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Products > Observer TAPs

Observer TAPs

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Observer TAPs

Access to Network Traffic Without Disrupting Data Flow

A TAP (Test Access Point) is a passive splitting mechanism installed between a ‘device of interest’ and the network. TAPs transmit both the send and receive data streams simultaneously on separate dedicated channels, ensuring all data arrives at the monitoring device in real time.

Benefits

Resources

  • Easy to deploy and economical to implement
  • Provides important devices with better visibility
  • Available in a variety of options to fit business needs

PDF icon Observer TAPs Brochure

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Network TAPs vs Span Ports

TAP SPAN

A TAP (Test Access Point) is a passive splitting mechanism installed between a ‘device of interest’ and the network. TAPs transmit both the send and receive data streams simultaneously on separate dedicated channels, ensuring all data arrives at the monitoring device in real time.

Most enterprise switches copy the activity of one or more ports through a Switch Port Analyzer (SPAN) port, also known as a mirror port. An analysis device can then be attached to the SPAN port to access network traffic.

Network Tap Deployment SPAN Deployment

Pros

  • Eliminates the risk of dropped packets*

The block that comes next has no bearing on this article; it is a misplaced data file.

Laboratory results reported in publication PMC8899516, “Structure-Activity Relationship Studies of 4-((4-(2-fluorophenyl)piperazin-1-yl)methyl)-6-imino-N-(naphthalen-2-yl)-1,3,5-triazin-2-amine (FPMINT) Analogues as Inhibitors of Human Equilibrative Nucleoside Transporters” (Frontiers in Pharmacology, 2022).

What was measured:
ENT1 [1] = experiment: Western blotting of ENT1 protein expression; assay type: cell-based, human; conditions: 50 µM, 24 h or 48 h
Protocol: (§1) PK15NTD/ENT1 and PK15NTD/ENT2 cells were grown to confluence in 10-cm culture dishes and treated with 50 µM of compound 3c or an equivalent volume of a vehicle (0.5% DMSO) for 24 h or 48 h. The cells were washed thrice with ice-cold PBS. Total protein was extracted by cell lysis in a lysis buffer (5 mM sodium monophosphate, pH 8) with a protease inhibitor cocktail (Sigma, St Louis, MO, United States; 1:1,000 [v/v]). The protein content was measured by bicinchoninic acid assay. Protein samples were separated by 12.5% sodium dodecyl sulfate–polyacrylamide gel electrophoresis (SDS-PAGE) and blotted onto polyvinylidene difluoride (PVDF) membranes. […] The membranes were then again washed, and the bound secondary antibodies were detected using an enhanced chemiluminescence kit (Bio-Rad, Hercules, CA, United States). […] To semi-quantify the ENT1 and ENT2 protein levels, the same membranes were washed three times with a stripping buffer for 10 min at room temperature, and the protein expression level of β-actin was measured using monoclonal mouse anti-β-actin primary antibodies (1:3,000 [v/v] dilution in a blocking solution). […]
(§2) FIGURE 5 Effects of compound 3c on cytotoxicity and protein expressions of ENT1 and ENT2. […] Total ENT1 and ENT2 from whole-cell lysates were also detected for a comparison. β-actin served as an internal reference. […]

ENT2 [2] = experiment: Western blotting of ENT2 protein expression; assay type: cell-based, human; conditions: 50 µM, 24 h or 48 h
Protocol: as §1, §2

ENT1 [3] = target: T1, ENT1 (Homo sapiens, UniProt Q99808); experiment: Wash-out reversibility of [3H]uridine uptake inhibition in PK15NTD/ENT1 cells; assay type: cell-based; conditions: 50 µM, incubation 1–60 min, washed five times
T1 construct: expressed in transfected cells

• Monitoring device receives all packets, including physical errors
  • Provides full visibility into full-duplex networks

Pros

  • Low cost
  • Remotely configurable from any system connected to the switch
  • Captures intra-switch traffic

Cons

  • Analysis device may need dual-receive capture interface*
  • Additional cost with purchase of TAP hardware
  • Cannot monitor intra-switch traffic

Cons

  • Cannot handle heavily utilized full-duplex links without dropping packets
  • Filters out physical layer errors, hampering some types of analysis
  • Burden placed on a switch’s CPU to copy all data passing through ports
  • Can change the timing of frame interaction altering response times
  • Switch prioritizes SPAN port data lower than regular port-to-port data

Bottom Line

When deciding whether to use a TAP or SPAN the two primary factors that will affect your decision are the type of analysis and amount of bandwidth.

A TAP is ideal when analysis requires seeing all the traffic, including physical-layer errors. A TAP is required if network utilization is moderate to heavy. An Aggregator TAP can be used as an effective compromise between a TAP and SPAN port, delivering some of the advantages of a TAP and none of the disadvantages of a SPAN port.

 

*Refers to a full-duplex TAP, not an aggregator TAP.



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